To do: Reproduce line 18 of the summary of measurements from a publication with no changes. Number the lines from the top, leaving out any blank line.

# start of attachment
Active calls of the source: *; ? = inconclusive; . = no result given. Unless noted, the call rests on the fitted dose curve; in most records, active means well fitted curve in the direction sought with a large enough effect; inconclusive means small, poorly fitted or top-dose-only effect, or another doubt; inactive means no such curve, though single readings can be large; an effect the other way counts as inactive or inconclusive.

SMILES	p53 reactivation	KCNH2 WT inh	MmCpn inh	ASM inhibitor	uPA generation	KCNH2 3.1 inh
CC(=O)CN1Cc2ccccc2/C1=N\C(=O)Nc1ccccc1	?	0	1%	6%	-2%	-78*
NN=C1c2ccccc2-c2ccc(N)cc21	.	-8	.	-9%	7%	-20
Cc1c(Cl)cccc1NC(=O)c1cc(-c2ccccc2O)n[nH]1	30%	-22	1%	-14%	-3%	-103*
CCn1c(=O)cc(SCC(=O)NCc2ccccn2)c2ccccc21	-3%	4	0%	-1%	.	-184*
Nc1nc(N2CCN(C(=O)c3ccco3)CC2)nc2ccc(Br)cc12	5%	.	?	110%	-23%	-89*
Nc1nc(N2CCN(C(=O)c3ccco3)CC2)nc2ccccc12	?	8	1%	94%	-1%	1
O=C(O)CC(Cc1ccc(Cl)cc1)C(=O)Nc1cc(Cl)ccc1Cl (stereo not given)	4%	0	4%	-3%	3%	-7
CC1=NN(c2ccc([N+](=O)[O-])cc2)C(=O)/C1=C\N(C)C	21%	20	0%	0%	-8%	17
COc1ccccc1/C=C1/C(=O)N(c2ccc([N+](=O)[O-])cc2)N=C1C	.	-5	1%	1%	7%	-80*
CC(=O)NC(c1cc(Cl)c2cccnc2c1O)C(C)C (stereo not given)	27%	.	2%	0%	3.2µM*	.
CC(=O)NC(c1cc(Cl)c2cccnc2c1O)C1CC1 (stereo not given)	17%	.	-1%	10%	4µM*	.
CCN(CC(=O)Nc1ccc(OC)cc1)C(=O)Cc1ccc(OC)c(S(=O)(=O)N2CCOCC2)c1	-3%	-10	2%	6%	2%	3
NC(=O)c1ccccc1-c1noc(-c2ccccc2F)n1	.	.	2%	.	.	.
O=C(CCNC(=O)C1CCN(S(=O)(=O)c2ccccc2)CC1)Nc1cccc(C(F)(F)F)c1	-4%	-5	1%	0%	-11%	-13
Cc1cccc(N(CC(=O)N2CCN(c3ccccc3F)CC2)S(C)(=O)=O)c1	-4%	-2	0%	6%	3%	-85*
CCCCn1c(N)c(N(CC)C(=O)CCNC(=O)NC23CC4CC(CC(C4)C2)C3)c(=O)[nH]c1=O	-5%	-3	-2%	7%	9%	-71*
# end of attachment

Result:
CCCCn1c(N)c(N(CC)C(=O)CCNC(=O)NC23CC4CC(CC(C4)C2)C3)c(=O)[nH]c1=O	-5%	-3	-2%	7%	9%	-71*